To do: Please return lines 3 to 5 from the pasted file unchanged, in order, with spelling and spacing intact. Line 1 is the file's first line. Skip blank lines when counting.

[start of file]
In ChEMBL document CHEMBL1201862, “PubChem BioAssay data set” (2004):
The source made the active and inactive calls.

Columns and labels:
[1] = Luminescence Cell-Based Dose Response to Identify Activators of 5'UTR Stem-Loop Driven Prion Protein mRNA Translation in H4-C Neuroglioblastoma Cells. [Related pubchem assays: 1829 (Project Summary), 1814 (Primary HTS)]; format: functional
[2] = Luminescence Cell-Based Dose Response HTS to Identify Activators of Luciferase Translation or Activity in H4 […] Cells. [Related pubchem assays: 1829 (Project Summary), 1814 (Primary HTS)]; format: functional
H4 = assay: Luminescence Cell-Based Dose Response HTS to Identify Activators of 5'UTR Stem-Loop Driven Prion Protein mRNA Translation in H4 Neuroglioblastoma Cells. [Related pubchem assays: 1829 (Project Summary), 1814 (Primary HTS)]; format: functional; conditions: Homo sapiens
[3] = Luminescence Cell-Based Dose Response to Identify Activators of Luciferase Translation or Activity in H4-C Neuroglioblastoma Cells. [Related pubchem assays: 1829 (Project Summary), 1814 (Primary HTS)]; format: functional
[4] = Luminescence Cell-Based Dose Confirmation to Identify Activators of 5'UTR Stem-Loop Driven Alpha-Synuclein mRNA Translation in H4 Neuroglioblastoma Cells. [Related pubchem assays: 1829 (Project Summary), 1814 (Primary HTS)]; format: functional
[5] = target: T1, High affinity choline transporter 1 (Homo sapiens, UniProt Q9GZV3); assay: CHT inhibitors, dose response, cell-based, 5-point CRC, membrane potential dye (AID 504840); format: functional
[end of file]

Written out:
Columns and labels:
[1] = Luminescence Cell-Based Dose Response to Identify Activators of 5'UTR Stem-Loop Driven Prion Protein mRNA Translation in H4-C Neuroglioblastoma Cells. [Related pubchem assays: 1829 (Project Summary), 1814 (Primary HTS)]; format: functional
[2] = Luminescence Cell-Based Dose Response HTS to Identify Activators of Luciferase Translation or Activity in H4 […] Cells. [Related pubchem assays: 1829 (Project Summary), 1814 (Primary HTS)]; format: functional